I sought to identify the most likely technique applied to create both civilian and military pieces. This research was a continuation of that carried out by Marc Carlson, David Friedman and Rick Cavasin to include the use of animal gelatine in the process. During the experiments it was possible to gain the same results as the previous research within safe parameters and so it seemed fair to advance the research making use of the information gained from the curriers guild.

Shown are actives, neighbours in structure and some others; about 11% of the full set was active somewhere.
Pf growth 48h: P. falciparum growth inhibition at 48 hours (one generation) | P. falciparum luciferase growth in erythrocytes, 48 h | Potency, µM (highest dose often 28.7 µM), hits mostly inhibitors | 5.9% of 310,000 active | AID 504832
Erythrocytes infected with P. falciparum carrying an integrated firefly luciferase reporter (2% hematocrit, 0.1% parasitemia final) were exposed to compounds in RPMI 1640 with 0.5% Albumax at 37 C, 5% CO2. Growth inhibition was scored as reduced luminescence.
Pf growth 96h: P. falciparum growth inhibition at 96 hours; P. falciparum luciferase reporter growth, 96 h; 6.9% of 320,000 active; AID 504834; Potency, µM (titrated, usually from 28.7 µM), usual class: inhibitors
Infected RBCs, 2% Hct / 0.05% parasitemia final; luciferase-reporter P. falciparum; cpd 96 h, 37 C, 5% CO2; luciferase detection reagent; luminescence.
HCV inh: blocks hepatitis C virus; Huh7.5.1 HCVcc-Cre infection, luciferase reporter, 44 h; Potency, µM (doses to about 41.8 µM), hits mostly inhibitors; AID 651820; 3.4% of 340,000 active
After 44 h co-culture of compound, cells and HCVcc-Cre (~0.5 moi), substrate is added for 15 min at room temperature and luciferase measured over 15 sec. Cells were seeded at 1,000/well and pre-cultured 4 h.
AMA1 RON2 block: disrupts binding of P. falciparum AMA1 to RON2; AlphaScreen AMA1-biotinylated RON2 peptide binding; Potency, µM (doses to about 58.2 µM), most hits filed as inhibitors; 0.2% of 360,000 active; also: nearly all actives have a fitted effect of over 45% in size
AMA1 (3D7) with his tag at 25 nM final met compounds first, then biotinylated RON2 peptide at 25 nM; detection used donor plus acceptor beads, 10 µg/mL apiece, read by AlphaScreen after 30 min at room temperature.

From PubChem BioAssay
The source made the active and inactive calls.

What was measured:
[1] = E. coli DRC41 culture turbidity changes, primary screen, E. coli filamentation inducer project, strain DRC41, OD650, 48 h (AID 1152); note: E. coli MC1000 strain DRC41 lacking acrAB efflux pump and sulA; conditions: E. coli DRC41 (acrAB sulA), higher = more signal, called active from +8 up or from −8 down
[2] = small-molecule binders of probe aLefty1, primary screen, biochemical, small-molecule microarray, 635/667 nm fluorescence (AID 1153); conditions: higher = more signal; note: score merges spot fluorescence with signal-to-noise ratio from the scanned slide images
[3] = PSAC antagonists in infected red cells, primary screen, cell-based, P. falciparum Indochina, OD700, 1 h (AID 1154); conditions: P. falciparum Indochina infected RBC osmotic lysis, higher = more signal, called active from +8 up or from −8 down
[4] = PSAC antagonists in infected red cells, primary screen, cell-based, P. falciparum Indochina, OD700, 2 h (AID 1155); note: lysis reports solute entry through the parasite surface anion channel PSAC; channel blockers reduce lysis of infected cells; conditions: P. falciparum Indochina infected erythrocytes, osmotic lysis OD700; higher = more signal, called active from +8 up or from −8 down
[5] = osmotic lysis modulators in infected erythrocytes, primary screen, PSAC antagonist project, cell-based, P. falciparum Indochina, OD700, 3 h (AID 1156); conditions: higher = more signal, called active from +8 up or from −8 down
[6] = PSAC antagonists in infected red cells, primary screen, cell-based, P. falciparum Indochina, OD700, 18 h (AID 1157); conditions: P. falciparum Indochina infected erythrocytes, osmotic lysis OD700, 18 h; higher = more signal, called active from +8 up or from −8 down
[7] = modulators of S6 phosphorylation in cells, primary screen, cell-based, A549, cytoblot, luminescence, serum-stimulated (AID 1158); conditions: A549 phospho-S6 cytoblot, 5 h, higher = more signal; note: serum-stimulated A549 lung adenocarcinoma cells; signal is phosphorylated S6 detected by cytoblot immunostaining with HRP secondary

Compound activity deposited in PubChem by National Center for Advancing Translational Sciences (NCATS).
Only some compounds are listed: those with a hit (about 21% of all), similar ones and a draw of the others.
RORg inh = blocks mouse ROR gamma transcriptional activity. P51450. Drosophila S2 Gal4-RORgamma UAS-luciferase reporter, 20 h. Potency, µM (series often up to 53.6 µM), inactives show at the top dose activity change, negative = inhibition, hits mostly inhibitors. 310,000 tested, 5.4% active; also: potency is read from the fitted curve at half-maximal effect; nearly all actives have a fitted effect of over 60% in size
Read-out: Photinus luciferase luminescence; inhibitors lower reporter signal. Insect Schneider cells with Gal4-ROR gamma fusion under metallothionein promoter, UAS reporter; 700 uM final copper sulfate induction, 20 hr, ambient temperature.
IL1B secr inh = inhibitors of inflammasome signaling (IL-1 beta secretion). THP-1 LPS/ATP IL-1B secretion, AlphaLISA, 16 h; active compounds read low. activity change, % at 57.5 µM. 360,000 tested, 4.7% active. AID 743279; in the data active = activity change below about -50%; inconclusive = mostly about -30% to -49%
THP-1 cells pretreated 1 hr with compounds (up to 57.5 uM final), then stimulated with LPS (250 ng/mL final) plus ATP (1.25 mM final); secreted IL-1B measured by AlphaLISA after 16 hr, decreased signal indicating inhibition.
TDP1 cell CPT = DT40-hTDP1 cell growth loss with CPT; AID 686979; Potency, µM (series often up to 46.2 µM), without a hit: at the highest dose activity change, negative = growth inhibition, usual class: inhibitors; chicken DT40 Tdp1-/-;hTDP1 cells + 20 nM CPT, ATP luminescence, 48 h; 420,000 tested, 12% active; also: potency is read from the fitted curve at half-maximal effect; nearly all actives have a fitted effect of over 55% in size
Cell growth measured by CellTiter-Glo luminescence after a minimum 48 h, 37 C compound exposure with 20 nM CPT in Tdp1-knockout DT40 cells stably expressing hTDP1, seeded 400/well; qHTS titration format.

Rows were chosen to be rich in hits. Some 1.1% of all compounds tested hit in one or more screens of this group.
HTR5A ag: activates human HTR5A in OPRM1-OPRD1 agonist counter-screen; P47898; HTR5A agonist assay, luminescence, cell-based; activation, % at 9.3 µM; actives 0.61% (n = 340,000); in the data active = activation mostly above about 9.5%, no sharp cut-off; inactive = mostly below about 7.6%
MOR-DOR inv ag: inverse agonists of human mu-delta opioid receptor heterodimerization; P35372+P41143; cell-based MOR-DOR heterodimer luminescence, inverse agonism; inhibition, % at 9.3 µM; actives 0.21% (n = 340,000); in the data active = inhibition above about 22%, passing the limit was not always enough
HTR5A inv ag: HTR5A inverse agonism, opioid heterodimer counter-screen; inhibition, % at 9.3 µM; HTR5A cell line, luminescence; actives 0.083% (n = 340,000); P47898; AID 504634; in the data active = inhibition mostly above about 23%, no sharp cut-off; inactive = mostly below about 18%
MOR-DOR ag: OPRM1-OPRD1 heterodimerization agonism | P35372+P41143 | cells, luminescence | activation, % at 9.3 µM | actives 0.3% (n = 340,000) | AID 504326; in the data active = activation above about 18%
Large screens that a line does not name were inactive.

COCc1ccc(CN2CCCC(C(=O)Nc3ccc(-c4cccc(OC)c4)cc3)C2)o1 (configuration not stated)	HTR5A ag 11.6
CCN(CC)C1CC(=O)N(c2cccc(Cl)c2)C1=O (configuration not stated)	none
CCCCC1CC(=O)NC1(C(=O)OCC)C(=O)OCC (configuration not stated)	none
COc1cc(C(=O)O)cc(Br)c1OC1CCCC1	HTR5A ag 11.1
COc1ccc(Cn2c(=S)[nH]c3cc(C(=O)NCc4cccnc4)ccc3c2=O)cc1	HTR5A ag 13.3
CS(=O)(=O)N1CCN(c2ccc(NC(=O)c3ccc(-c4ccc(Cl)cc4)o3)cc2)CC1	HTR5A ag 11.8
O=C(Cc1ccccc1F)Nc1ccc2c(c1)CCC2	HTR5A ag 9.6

My hypothesis was that the use of tallow provided by the tallow chandlers would have led over time to the mistaken belief that bees wax was used in the hardening of leather, as tallow chandlers primary role was the production of cheap (non-beeswax) candles. When the experiments were carried out on various thicknesses of leather impregnated with animal gelatine (substituted for tallow) the results were an increase in strength and decrease of brittleness in the cuir bouilled leather. These pieces did not suffer the problems recognised in those impregnated with paraffin or beeswax as later application of heat caused no ill effect and they became extremely difficult to pierce[1]. This technique also made the cuir bouille impervious to water without a finish and made the leather significantly softer in the forming process allowing more intricate work to be completed. It is unlikely this was a method employed for daily civilian items (other than shoes) due to the water hardening method being suitable for most items but it is likely to have been the preferred method of armour creation. An american revolutionary war soldier provides evidence that a method of impregnating leather with tallow existed in 1776: